Treasure Buried Again

An ill wind seems to blow whenever Austin Theatre for Youth gets close to staging Treasure Island. For two years, the company has been trying to produce a stage adaptation of the Robert Louis Stevenson tale, to no avail. This spring, ATY postponed a scheduled May production, citing a desire to find "a more suitably-sized facility" than the McCallum High School Theatre in which to mount the show. ATY had re-scheduled the show for October in its home space, the Auditorium at Waller Creek, but according to a press release dated Wednesday, the company has postponed the show again. This time, the cause is much more serious — and affects more than one show. The release states that ATY has suspended all fall productions — The Velveteen Rabbit was set for November — and its Academy program as well. The reason? A shortfall in corporate support and contributed income. Caught between its commitment to affordable ticket prices and tuitions and a dearth of sponsorships, the company was forced to cut expenses however it could. This is the second time in three years that ATY has had to suspend productions for a funding shortfall, and the fact that this time the money crunch has affected the ATY Academy does not bode well. More details as we obtain them. Call 459-7144 for more info.

A Scholarship for the Dean

For half a century, John Bustin told the city what was going on on Austin's stages. His generosity and devotion to the theatre earned him the honorary title of "dean" of local critics. Now, a local university theatre program wants to honor this "dean" more formally: through an endowed scholarship in his memory. The Mary Moody Northen Theatreat St. Edward's University, which Bustin was instrumental in getting off the ground in the early Seventies, wants to establish an annual scholarship to a St. Edward's theatre major who shows "exemplary talent and devotion to the program." Organizers hope to raise $100,000. Anyone wishing to contribute may call 448-8483.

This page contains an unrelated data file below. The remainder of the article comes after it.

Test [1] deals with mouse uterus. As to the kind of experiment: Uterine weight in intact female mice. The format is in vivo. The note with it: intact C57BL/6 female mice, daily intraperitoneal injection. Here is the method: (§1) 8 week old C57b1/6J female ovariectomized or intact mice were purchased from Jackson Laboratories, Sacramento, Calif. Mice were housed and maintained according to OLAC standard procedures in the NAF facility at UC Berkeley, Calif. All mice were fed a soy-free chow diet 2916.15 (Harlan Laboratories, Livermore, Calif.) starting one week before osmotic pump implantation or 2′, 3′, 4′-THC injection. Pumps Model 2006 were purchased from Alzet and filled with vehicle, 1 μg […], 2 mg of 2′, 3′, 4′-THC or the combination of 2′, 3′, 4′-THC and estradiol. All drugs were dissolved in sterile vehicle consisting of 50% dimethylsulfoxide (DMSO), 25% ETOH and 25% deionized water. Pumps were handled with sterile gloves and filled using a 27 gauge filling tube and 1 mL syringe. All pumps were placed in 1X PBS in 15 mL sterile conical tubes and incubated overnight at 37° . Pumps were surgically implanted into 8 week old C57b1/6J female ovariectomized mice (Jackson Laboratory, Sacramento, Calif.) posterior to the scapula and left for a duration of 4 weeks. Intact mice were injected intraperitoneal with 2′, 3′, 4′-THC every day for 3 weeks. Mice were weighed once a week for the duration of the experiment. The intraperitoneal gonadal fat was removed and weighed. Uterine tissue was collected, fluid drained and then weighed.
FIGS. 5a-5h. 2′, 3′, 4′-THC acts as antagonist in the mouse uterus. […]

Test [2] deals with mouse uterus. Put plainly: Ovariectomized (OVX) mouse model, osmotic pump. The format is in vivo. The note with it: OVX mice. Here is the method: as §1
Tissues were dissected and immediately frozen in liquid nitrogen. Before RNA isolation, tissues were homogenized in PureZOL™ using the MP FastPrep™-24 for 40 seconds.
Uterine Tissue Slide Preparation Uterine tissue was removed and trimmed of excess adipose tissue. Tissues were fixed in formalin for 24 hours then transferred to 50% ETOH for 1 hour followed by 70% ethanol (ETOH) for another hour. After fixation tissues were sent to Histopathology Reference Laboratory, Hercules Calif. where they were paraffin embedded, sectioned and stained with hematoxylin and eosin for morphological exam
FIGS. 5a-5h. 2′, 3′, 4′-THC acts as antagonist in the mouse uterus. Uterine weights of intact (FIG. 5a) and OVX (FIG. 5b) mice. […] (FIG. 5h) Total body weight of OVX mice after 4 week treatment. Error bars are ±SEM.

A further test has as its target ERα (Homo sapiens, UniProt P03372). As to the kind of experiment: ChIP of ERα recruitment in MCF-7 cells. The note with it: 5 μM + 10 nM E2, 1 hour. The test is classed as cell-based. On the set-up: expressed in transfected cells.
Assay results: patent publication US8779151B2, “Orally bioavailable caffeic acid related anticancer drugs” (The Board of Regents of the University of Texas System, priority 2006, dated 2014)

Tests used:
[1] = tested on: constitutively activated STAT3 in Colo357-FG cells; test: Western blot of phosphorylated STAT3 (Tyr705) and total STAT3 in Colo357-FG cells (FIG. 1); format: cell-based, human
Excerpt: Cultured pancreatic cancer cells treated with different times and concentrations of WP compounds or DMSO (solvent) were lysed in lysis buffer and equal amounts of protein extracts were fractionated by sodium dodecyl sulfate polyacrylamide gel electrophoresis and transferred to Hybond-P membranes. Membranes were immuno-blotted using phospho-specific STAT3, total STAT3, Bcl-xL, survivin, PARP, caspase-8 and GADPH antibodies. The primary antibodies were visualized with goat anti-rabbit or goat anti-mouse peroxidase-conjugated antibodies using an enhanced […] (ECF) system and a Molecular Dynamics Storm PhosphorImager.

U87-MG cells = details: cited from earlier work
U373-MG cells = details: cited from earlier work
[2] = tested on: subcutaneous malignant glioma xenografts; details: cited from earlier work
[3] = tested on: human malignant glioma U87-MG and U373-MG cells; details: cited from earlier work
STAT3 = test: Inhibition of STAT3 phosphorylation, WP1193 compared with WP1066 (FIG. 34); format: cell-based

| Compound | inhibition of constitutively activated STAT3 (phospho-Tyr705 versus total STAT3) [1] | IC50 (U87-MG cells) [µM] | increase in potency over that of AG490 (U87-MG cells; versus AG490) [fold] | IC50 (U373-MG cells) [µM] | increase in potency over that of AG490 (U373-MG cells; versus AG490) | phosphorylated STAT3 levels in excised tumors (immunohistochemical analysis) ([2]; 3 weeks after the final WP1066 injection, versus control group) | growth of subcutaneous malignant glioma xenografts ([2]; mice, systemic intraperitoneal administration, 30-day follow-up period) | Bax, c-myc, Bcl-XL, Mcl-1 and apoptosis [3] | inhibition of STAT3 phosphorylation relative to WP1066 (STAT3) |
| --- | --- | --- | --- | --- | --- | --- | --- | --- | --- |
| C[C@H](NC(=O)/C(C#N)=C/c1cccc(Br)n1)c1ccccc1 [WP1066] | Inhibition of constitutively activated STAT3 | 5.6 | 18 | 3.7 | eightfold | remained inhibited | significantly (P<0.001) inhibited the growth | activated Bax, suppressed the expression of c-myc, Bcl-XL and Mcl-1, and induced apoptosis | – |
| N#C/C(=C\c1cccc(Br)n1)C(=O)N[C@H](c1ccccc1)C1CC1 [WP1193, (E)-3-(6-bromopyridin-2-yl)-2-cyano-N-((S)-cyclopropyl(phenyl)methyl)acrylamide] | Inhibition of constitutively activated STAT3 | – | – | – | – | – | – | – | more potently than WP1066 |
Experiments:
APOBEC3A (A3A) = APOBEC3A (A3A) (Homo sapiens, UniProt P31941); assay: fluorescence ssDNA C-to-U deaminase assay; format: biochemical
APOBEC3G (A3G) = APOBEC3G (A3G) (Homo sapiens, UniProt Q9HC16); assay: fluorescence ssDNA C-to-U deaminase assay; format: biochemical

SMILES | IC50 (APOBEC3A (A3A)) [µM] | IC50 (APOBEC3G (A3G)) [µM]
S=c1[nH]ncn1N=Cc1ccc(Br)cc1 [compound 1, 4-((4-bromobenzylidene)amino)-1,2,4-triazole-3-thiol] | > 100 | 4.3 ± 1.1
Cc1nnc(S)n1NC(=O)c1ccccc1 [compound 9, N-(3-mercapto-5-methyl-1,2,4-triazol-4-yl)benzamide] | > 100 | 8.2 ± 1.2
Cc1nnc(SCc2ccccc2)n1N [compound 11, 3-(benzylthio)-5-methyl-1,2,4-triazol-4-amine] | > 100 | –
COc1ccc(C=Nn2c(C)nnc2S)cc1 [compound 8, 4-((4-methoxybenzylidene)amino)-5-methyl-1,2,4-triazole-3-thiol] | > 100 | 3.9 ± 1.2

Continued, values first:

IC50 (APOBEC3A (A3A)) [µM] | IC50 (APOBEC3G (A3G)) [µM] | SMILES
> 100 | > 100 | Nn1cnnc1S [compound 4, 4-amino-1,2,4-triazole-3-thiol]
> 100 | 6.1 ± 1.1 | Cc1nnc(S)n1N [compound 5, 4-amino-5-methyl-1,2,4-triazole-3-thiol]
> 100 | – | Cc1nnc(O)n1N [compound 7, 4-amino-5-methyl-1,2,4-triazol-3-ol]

Sayonara, Laura

They turned out by the hundreds to say so long to the gal who helped put Austin on MTV but who's leaving Shangri-La on the Colorado for the City of Angels. Tuesday, September 8, Laura House, local comic and star of the late cable series Austin Stories, threw a big going-away party for herself at the Capitol City Comedy Club, with performances by many of her friends in the comedy scene, a few friends who weren't in the comedy scene, and a few members of the comedy scene who weren't friends but who House wanted to see onstage before seeking her fortune in biz-heavy L.A. At least 13 comics contributed short solo sets and another two dozen performers appeared in assorted 10-minute segments of sketch comedy and improv. If it sounds long, it was: more than three hours. But hey, saying goodbye isn't always quick, especially when there are comics involved and the laughs are flowing. With a crowd of 300 in the house — which helped House raise $900 for the SPCA and the AIDS Foundation, favorite charities of House's friend Kevin Maye, who died recently — and a whole lotta love in the room, it's a miracle the show isn't still going on. There may be a little less laughter in town with House away, but count on her to come back, at least for visits. And when you see her, be sure to ask about Monica's mixed tape... maybe the funniest bit about the Big Lewinsky yet.

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More Articulations
The Harry Ransom Center has acquired all the professional and personal materials of profoundly influential acting teacher Stella Adler

Robert Faires, April 30, 2004

It's the end of an era for the city of Austin's Art in Public Places Program as Martha Peters, administrator of the program for 11 of its 18 years, departs to direct a public art program in Fort Worth.

Robert Faires, July 18, 2003


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